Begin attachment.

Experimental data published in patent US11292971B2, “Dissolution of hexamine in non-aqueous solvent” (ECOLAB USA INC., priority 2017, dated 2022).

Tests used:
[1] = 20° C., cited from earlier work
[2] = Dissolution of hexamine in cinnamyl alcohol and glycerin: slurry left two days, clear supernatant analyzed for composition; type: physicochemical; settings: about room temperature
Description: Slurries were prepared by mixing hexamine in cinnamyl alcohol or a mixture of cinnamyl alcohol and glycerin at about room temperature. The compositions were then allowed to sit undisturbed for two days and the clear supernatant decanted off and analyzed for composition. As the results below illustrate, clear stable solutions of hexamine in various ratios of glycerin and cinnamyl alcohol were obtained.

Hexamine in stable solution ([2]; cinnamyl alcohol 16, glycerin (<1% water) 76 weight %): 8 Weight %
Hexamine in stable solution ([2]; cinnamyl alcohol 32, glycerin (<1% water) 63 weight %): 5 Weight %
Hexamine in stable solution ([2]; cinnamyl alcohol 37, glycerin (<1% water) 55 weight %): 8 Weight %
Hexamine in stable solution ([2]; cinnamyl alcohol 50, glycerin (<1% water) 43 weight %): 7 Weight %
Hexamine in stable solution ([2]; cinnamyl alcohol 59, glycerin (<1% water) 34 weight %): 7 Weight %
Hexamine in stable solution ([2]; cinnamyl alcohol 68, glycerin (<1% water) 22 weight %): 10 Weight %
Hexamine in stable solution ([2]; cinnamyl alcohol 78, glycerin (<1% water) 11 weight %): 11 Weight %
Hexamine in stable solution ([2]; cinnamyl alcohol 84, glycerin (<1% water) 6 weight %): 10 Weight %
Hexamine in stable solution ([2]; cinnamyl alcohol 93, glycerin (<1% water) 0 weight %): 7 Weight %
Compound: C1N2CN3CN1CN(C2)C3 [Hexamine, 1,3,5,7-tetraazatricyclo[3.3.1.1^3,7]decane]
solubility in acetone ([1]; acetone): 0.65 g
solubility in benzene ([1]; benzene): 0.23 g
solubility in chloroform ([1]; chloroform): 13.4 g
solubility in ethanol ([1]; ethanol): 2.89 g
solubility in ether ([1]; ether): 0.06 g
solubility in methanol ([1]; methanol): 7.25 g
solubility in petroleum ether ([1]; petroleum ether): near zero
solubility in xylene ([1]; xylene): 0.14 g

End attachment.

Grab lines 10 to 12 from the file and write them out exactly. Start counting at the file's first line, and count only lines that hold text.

Hexamine in stable solution ([2]; cinnamyl alcohol 59, glycerin (<1% water) 34 weight %): 7 Weight %
Hexamine in stable solution ([2]; cinnamyl alcohol 68, glycerin (<1% water) 22 weight %): 10 Weight %
Hexamine in stable solution ([2]; cinnamyl alcohol 78, glycerin (<1% water) 11 weight %): 11 Weight %